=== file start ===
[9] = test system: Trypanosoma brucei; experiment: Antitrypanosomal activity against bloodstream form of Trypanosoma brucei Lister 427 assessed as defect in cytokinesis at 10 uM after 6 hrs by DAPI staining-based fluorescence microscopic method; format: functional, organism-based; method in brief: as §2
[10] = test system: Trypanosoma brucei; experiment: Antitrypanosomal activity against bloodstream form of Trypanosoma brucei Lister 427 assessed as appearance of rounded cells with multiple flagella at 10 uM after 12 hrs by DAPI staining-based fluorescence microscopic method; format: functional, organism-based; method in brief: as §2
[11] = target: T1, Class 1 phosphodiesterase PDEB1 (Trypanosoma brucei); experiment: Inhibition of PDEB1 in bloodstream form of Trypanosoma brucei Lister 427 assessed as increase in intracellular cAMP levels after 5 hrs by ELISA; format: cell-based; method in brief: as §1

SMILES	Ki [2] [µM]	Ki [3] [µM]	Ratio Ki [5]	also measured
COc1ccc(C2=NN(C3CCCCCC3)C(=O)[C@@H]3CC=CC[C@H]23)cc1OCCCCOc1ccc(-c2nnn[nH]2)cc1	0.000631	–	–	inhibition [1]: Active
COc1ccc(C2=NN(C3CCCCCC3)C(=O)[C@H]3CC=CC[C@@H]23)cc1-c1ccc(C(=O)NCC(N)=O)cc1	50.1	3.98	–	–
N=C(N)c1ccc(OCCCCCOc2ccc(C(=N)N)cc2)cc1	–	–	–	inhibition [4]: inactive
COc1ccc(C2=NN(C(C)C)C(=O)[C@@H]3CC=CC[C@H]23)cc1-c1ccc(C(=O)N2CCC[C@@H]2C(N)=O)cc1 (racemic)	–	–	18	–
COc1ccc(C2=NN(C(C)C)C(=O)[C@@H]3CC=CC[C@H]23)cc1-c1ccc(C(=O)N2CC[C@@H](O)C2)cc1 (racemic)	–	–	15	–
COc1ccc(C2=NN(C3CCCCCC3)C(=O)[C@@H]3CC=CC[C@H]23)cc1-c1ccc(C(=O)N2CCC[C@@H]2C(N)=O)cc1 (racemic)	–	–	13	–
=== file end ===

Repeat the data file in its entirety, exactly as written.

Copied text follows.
[9] = test system: Trypanosoma brucei; experiment: Antitrypanosomal activity against bloodstream form of Trypanosoma brucei Lister 427 assessed as defect in cytokinesis at 10 uM after 6 hrs by DAPI staining-based fluorescence microscopic method; format: functional, organism-based; method in brief: as §2
[10] = test system: Trypanosoma brucei; experiment: Antitrypanosomal activity against bloodstream form of Trypanosoma brucei Lister 427 assessed as appearance of rounded cells with multiple flagella at 10 uM after 12 hrs by DAPI staining-based fluorescence microscopic method; format: functional, organism-based; method in brief: as §2
[11] = target: T1, Class 1 phosphodiesterase PDEB1 (Trypanosoma brucei); experiment: Inhibition of PDEB1 in bloodstream form of Trypanosoma brucei Lister 427 assessed as increase in intracellular cAMP levels after 5 hrs by ELISA; format: cell-based; method in brief: as §1

SMILES	Ki [2] [µM]	Ki [3] [µM]	Ratio Ki [5]	also measured
COc1ccc(C2=NN(C3CCCCCC3)C(=O)[C@@H]3CC=CC[C@H]23)cc1OCCCCOc1ccc(-c2nnn[nH]2)cc1	0.000631	–	–	inhibition [1]: Active
COc1ccc(C2=NN(C3CCCCCC3)C(=O)[C@H]3CC=CC[C@@H]23)cc1-c1ccc(C(=O)NCC(N)=O)cc1	50.1	3.98	–	–
N=C(N)c1ccc(OCCCCCOc2ccc(C(=N)N)cc2)cc1	–	–	–	inhibition [4]: inactive
COc1ccc(C2=NN(C(C)C)C(=O)[C@@H]3CC=CC[C@H]23)cc1-c1ccc(C(=O)N2CCC[C@@H]2C(N)=O)cc1 (racemic)	–	–	18	–
COc1ccc(C2=NN(C(C)C)C(=O)[C@@H]3CC=CC[C@H]23)cc1-c1ccc(C(=O)N2CC[C@@H](O)C2)cc1 (racemic)	–	–	15	–
COc1ccc(C2=NN(C3CCCCCC3)C(=O)[C@@H]3CC=CC[C@H]23)cc1-c1ccc(C(=O)N2CCC[C@@H]2C(N)=O)cc1 (racemic)	–	–	13	–